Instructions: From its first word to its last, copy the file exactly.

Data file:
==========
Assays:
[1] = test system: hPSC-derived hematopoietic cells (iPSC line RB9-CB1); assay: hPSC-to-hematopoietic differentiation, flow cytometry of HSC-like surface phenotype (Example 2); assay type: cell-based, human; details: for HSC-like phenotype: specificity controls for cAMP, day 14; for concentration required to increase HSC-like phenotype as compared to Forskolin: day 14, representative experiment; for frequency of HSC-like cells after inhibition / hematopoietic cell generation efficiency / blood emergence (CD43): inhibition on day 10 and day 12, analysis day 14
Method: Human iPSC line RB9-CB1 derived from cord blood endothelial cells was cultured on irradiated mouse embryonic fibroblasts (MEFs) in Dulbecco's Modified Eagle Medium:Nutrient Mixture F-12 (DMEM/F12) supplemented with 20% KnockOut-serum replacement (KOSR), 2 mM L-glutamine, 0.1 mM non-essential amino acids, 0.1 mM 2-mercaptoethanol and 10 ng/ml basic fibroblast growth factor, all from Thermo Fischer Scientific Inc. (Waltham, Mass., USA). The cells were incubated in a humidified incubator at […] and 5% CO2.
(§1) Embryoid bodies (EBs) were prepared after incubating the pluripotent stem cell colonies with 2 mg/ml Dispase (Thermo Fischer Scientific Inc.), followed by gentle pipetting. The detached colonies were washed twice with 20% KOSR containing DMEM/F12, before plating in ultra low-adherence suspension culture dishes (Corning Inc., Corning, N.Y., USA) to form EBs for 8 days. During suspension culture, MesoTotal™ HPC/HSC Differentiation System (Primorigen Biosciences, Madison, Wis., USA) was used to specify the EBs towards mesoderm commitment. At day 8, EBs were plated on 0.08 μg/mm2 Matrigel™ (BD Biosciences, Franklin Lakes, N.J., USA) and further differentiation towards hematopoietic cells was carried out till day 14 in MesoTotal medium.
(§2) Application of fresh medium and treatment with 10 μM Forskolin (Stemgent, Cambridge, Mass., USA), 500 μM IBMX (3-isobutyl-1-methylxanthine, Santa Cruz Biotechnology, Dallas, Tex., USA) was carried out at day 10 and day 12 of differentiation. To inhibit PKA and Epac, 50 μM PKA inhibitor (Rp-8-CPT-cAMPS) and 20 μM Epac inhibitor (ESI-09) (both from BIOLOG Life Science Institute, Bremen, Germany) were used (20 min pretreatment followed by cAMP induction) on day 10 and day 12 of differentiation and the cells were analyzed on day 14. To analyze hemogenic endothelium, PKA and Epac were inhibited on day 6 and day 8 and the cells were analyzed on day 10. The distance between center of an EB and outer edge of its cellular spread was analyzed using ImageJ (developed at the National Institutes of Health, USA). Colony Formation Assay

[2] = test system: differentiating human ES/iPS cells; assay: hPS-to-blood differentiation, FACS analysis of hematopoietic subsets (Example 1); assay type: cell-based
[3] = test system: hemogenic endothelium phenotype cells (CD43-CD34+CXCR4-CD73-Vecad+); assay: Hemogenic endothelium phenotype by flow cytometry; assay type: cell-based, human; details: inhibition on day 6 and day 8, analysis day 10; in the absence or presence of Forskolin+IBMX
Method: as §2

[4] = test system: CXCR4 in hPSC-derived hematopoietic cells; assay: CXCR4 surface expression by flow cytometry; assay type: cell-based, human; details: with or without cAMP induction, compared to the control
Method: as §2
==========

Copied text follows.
Assays:
[1] = test system: hPSC-derived hematopoietic cells (iPSC line RB9-CB1); assay: hPSC-to-hematopoietic differentiation, flow cytometry of HSC-like surface phenotype (Example 2); assay type: cell-based, human; details: for HSC-like phenotype: specificity controls for cAMP, day 14; for concentration required to increase HSC-like phenotype as compared to Forskolin: day 14, representative experiment; for frequency of HSC-like cells after inhibition / hematopoietic cell generation efficiency / blood emergence (CD43): inhibition on day 10 and day 12, analysis day 14
Method: Human iPSC line RB9-CB1 derived from cord blood endothelial cells was cultured on irradiated mouse embryonic fibroblasts (MEFs) in Dulbecco's Modified Eagle Medium:Nutrient Mixture F-12 (DMEM/F12) supplemented with 20% KnockOut-serum replacement (KOSR), 2 mM L-glutamine, 0.1 mM non-essential amino acids, 0.1 mM 2-mercaptoethanol and 10 ng/ml basic fibroblast growth factor, all from Thermo Fischer Scientific Inc. (Waltham, Mass., USA). The cells were incubated in a humidified incubator at […] and 5% CO2.
(§1) Embryoid bodies (EBs) were prepared after incubating the pluripotent stem cell colonies with 2 mg/ml Dispase (Thermo Fischer Scientific Inc.), followed by gentle pipetting. The detached colonies were washed twice with 20% KOSR containing DMEM/F12, before plating in ultra low-adherence suspension culture dishes (Corning Inc., Corning, N.Y., USA) to form EBs for 8 days. During suspension culture, MesoTotal™ HPC/HSC Differentiation System (Primorigen Biosciences, Madison, Wis., USA) was used to specify the EBs towards mesoderm commitment. At day 8, EBs were plated on 0.08 μg/mm2 Matrigel™ (BD Biosciences, Franklin Lakes, N.J., USA) and further differentiation towards hematopoietic cells was carried out till day 14 in MesoTotal medium.
(§2) Application of fresh medium and treatment with 10 μM Forskolin (Stemgent, Cambridge, Mass., USA), 500 μM IBMX (3-isobutyl-1-methylxanthine, Santa Cruz Biotechnology, Dallas, Tex., USA) was carried out at day 10 and day 12 of differentiation. To inhibit PKA and Epac, 50 μM PKA inhibitor (Rp-8-CPT-cAMPS) and 20 μM Epac inhibitor (ESI-09) (both from BIOLOG Life Science Institute, Bremen, Germany) were used (20 min pretreatment followed by cAMP induction) on day 10 and day 12 of differentiation and the cells were analyzed on day 14. To analyze hemogenic endothelium, PKA and Epac were inhibited on day 6 and day 8 and the cells were analyzed on day 10. The distance between center of an EB and outer edge of its cellular spread was analyzed using ImageJ (developed at the National Institutes of Health, USA). Colony Formation Assay

[2] = test system: differentiating human ES/iPS cells; assay: hPS-to-blood differentiation, FACS analysis of hematopoietic subsets (Example 1); assay type: cell-based
[3] = test system: hemogenic endothelium phenotype cells (CD43-CD34+CXCR4-CD73-Vecad+); assay: Hemogenic endothelium phenotype by flow cytometry; assay type: cell-based, human; details: inhibition on day 6 and day 8, analysis day 10; in the absence or presence of Forskolin+IBMX
Method: as §2

[4] = test system: CXCR4 in hPSC-derived hematopoietic cells; assay: CXCR4 surface expression by flow cytometry; assay type: cell-based, human; details: with or without cAMP induction, compared to the control
Method: as §2